As much as I like to get off the beaten path and explore new places, I am also a sucker for a total-tourist shtick. Boardwalks with their Ye Old Fudge shops draw me in every time. I can’t pass up an opportunity to wander through a souvenir store (although I rarely buy anything). And if there is a chance to touch something weird or ride something crazy, I’ll stand in that line longer than a more sane human would. The Amador Causeway in Panama City gave me just the tourist fix I was looking for. We took an Uber (so cheap and easy, a luxury we do not have in Caracas) to the end of the Causeway and then the plan was to walk back to the mainland. (The Amador Causeway connects a series of islands to the mainland via a narrow spit of land built up to hold the road. At points it is only as wide as the road and sidewalks on each edge and at other points it hits the small islands and has shops and restaurants.) We hopped out of our car at the end and found a restaurant that sat above the water with a small boat marina attached. Lunch was massive shrimp skewers for Thad and a weirdly textured chicken breast for me. (I apparently made terrible food choices the entire weekend.) As we walked out of the restaurant, headed for the Causeway, I spotted an option that beckoned. Pedal carts! (I actually had to Google what these things might be called. I started with bike-carts and went to umbrella-bikes before figuring they probably had an actual name.)
Pedal carts are awesomely touristy!
The one we rented was a bike built for two, although there were options for four-seaters. We paid our nominal fee and made sure we were hiring it for a one-way trip, sorting out where to deliver it back on the land-side of the Causeway and then we were off! I’m pretty sure we made about a foot of progress for every fifteen cycles of the pedals, but we weren’t in it to win the Tour de Panama, but rather for the sightseeing, so our slow pace let us intimately examine every pelican we passed! There were faster ways to get back to the city. And there were easier ways to get back to the city. But there were no more fashionable ways to get back to the city!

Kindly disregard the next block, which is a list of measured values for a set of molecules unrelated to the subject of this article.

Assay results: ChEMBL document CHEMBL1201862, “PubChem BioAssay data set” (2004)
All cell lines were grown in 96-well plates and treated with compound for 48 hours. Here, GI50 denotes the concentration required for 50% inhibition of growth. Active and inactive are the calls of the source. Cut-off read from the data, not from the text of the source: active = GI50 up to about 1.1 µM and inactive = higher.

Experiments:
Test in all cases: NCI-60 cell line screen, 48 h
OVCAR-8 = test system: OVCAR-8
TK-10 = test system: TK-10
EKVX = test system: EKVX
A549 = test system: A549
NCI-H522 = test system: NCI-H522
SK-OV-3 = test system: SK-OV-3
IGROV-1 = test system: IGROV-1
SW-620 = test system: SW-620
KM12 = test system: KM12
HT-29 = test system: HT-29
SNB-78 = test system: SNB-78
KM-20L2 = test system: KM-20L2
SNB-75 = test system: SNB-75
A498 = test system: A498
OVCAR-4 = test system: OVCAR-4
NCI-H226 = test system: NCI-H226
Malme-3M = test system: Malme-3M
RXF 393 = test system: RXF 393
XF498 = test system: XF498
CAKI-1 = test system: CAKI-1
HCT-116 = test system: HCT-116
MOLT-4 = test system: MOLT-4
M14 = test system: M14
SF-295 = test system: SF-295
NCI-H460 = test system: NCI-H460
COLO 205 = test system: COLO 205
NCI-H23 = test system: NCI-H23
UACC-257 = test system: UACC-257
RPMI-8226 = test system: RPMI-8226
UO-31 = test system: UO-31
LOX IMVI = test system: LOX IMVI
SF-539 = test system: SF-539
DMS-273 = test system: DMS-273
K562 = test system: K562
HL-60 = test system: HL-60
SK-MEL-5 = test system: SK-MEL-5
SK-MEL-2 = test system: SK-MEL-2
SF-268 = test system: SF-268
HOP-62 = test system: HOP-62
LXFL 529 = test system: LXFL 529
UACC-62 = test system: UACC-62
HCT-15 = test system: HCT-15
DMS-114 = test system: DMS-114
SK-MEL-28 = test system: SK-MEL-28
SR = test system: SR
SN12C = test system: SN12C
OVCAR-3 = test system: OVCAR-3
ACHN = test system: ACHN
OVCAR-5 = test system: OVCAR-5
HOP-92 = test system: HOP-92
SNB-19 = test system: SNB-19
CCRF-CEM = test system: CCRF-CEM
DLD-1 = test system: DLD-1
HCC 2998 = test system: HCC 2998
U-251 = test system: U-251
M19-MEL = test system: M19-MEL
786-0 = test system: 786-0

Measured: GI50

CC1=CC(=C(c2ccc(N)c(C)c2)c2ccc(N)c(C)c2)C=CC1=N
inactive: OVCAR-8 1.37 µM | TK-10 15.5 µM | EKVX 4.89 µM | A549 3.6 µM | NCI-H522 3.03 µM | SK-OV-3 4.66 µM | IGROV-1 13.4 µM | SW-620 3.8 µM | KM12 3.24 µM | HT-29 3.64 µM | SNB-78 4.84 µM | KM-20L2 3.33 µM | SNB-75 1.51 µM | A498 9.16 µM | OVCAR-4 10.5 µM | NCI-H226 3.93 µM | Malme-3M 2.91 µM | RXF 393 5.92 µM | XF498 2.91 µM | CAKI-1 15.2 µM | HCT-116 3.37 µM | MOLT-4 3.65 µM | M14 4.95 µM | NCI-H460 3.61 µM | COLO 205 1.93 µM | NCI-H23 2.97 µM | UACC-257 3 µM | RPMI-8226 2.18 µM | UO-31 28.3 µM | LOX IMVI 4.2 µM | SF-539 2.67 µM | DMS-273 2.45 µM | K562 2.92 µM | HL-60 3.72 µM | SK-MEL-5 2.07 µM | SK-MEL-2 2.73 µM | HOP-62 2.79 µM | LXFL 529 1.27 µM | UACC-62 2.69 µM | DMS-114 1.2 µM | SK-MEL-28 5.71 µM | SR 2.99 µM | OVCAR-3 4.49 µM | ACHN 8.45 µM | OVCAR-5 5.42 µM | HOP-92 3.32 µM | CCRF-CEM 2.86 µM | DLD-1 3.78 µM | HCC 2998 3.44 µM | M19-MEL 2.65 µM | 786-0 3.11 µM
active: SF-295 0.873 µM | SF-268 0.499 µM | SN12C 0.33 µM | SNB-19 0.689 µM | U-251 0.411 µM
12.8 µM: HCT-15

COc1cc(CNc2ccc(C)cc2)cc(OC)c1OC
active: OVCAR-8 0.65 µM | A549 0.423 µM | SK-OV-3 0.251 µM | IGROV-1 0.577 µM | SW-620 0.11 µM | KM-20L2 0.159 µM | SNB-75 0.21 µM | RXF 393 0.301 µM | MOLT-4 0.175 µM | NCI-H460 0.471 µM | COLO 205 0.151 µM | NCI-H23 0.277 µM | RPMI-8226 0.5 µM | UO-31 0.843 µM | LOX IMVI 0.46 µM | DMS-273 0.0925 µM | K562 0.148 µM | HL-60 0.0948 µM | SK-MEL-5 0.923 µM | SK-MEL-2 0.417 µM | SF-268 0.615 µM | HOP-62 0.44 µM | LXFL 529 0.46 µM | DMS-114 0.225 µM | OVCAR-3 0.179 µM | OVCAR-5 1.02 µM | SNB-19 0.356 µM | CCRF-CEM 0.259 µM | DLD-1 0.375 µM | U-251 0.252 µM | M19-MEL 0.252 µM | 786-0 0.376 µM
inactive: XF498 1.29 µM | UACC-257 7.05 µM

Sadly, ranking right up with these previous two adventures, was our trip to Riba Smith, a local grocery store chain. We purposefully packed light when it came to our bags on the way into Panama in hopes of doing a bit of shopping to supplement our cupboards while we were in the country. We were not disappointed! Riba Smith would be a normal grocery store in the United States, but after just a month in Venezuela, it was Shangri-La. There was an entire aisle dedicated to bread. Sandwich loaves. Rolls. Baguettes. White. Wheat. Multi-grain. The choices were vast and glorious. We walked up and down every single aisle of the store, getting an array of random things that are either unavailable in Caracas or ones that caught our eye because they screamed of home. At the end, we did some slight damage to our credit card (not really a problem since it is nearly impossible to spend money in Venezuela) and came out with enough bags to fill up every inch of baggage space we had available. (Also, we looked like slightly crazy tourists walking back into the fancy hotel lobby, hauling plastic bags of food. Just smile and keep walking.)
Panama was just a short trip to get out of town for a bit, but ended up being a lot of fun and definitely somewhere that I am sure we are going to end up again (and maybe again) over our two years in Venezuela. Who can argue with direct flights to a land of bread-aisles?
Photo credit: T. Ross